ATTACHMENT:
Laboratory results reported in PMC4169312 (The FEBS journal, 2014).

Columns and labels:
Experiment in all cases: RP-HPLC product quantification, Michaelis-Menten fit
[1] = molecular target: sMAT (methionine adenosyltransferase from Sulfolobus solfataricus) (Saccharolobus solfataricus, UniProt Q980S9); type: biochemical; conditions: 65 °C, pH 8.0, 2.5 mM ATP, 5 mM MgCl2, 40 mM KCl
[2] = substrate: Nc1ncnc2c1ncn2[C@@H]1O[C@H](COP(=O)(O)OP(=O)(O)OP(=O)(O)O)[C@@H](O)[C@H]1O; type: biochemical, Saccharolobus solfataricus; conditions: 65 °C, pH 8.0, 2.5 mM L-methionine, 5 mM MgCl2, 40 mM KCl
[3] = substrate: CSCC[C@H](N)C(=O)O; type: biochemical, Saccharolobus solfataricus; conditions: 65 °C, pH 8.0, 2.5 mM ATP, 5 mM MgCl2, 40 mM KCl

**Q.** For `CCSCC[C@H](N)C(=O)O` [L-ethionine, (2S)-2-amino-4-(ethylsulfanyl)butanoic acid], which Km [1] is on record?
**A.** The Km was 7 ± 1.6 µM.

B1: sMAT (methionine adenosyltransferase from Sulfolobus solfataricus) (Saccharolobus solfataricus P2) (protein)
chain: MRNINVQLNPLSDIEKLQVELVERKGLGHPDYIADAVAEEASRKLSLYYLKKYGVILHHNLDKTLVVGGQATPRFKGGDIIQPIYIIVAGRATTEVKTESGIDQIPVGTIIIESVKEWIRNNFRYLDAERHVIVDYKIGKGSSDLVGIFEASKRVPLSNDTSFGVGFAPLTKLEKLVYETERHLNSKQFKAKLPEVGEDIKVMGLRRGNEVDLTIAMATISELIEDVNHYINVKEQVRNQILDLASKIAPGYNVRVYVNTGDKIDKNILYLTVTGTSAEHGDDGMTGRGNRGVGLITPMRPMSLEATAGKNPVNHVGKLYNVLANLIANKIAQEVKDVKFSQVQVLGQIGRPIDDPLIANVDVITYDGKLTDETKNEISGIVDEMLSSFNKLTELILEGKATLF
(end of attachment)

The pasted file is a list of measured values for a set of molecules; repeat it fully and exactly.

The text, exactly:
Laboratory results reported in PMC4169312 (The FEBS journal, 2014).

Columns and labels:
Experiment in all cases: RP-HPLC product quantification, Michaelis-Menten fit
[1] = molecular target: sMAT (methionine adenosyltransferase from Sulfolobus solfataricus) (Saccharolobus solfataricus, UniProt Q980S9); type: biochemical; conditions: 65 °C, pH 8.0, 2.5 mM ATP, 5 mM MgCl2, 40 mM KCl
[2] = substrate: Nc1ncnc2c1ncn2[C@@H]1O[C@H](COP(=O)(O)OP(=O)(O)OP(=O)(O)O)[C@@H](O)[C@H]1O; type: biochemical, Saccharolobus solfataricus; conditions: 65 °C, pH 8.0, 2.5 mM L-methionine, 5 mM MgCl2, 40 mM KCl
[3] = substrate: CSCC[C@H](N)C(=O)O; type: biochemical, Saccharolobus solfataricus; conditions: 65 °C, pH 8.0, 2.5 mM ATP, 5 mM MgCl2, 40 mM KCl

**Q.** For `CCSCC[C@H](N)C(=O)O` [L-ethionine, (2S)-2-amino-4-(ethylsulfanyl)butanoic acid], which Km [1] is on record?
**A.** The Km was 7 ± 1.6 µM.

B1: sMAT (methionine adenosyltransferase from Sulfolobus solfataricus) (Saccharolobus solfataricus P2) (protein)
chain: MRNINVQLNPLSDIEKLQVELVERKGLGHPDYIADAVAEEASRKLSLYYLKKYGVILHHNLDKTLVVGGQATPRFKGGDIIQPIYIIVAGRATTEVKTESGIDQIPVGTIIIESVKEWIRNNFRYLDAERHVIVDYKIGKGSSDLVGIFEASKRVPLSNDTSFGVGFAPLTKLEKLVYETERHLNSKQFKAKLPEVGEDIKVMGLRRGNEVDLTIAMATISELIEDVNHYINVKEQVRNQILDLASKIAPGYNVRVYVNTGDKIDKNILYLTVTGTSAEHGDDGMTGRGNRGVGLITPMRPMSLEATAGKNPVNHVGKLYNVLANLIANKIAQEVKDVKFSQVQVLGQIGRPIDDPLIANVDVITYDGKLTDETKNEISGIVDEMLSSFNKLTELILEGKATLF